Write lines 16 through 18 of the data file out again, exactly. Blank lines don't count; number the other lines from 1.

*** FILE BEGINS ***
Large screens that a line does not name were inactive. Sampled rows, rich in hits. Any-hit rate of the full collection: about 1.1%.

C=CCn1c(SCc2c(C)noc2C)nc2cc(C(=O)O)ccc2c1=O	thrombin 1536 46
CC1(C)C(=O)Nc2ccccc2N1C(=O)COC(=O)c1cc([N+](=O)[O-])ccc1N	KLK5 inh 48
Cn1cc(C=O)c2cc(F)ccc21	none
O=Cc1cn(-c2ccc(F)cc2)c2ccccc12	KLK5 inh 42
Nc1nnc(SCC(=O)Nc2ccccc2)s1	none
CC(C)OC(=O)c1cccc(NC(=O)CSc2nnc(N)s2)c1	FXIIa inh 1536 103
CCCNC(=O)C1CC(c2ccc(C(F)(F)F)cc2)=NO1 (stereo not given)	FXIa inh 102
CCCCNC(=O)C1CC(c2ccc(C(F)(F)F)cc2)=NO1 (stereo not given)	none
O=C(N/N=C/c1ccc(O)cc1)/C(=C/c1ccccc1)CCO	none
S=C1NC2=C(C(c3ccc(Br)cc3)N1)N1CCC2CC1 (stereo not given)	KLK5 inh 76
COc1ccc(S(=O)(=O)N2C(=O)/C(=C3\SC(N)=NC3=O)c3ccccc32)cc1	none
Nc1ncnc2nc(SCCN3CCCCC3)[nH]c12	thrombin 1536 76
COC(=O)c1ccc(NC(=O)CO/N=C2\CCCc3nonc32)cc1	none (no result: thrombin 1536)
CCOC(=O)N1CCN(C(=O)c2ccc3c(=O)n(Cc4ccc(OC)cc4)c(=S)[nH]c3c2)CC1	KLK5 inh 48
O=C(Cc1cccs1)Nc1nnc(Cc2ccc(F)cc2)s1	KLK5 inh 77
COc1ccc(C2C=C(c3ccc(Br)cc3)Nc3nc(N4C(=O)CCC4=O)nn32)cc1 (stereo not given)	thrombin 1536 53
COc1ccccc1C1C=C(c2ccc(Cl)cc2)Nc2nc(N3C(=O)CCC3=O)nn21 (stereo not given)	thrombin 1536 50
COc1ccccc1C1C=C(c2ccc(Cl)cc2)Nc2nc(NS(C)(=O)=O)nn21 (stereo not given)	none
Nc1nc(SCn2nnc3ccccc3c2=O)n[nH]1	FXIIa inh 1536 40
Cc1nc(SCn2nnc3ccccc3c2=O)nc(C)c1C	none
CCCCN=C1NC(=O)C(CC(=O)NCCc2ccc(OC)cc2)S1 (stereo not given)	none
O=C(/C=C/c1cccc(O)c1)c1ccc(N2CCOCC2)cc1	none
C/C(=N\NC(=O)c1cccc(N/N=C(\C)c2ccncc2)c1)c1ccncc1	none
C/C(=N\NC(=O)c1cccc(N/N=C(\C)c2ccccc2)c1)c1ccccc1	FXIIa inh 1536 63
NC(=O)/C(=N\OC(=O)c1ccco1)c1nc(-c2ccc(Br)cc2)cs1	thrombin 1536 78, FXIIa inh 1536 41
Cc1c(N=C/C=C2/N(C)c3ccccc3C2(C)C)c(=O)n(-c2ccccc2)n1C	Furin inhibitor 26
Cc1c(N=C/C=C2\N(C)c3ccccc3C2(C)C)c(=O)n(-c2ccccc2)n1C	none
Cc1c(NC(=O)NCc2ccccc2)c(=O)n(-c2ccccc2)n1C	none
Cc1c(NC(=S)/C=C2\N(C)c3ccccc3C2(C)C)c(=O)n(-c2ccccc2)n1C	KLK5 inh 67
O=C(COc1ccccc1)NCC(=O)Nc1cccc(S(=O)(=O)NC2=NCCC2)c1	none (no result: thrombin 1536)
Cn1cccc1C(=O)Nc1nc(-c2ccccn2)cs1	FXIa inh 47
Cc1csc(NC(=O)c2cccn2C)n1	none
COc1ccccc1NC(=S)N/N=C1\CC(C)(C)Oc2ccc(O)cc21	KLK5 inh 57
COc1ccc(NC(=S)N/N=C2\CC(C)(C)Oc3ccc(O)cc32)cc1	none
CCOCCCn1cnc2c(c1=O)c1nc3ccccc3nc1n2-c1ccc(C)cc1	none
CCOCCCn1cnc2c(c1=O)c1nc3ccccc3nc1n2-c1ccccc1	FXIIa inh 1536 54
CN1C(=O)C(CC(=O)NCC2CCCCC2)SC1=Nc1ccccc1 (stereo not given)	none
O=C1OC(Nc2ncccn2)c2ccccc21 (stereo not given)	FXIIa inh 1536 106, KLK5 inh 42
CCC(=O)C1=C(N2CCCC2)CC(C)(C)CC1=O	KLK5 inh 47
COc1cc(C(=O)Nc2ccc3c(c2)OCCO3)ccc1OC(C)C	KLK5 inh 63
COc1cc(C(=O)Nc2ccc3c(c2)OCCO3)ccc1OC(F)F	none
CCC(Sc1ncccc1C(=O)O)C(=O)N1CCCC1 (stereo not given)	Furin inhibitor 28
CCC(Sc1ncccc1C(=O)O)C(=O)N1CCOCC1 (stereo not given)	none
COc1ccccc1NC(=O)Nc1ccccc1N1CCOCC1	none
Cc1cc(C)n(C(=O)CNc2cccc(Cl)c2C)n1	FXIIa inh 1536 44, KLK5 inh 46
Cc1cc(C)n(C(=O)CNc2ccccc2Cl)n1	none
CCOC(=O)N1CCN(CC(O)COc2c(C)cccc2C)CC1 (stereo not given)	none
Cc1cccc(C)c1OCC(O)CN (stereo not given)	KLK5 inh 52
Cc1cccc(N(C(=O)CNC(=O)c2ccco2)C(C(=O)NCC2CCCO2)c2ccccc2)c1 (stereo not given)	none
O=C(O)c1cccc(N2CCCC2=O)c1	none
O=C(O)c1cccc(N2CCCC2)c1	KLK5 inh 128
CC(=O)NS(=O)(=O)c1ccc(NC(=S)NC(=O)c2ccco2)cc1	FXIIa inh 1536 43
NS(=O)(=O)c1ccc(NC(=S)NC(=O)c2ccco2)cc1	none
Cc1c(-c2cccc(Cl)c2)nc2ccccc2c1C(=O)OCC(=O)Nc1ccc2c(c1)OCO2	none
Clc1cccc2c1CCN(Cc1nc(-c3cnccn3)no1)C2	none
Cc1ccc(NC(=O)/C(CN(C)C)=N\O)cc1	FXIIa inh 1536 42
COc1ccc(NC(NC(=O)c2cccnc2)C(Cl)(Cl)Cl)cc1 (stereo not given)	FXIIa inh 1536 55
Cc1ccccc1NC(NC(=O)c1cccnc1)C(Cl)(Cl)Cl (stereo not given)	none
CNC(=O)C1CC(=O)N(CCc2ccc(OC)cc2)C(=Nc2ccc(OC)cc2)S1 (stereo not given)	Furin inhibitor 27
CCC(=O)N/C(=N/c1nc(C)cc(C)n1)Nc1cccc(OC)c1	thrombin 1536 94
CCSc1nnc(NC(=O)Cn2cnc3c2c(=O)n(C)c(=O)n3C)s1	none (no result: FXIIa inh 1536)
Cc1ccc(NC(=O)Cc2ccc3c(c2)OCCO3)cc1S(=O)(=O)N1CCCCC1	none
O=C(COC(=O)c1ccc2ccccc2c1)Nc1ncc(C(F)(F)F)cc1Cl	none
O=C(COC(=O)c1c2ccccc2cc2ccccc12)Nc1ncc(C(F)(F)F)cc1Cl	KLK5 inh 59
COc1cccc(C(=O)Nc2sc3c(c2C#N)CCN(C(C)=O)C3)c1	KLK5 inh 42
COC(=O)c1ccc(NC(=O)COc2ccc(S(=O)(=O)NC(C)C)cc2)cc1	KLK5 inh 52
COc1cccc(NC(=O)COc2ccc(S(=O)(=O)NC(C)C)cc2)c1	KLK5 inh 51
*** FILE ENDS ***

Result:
O=C(Cc1cccs1)Nc1nnc(Cc2ccc(F)cc2)s1	KLK5 inh 77
COc1ccc(C2C=C(c3ccc(Br)cc3)Nc3nc(N4C(=O)CCC4=O)nn32)cc1 (stereo not given)	thrombin 1536 53
COc1ccccc1C1C=C(c2ccc(Cl)cc2)Nc2nc(N3C(=O)CCC3=O)nn21 (stereo not given)	thrombin 1536 50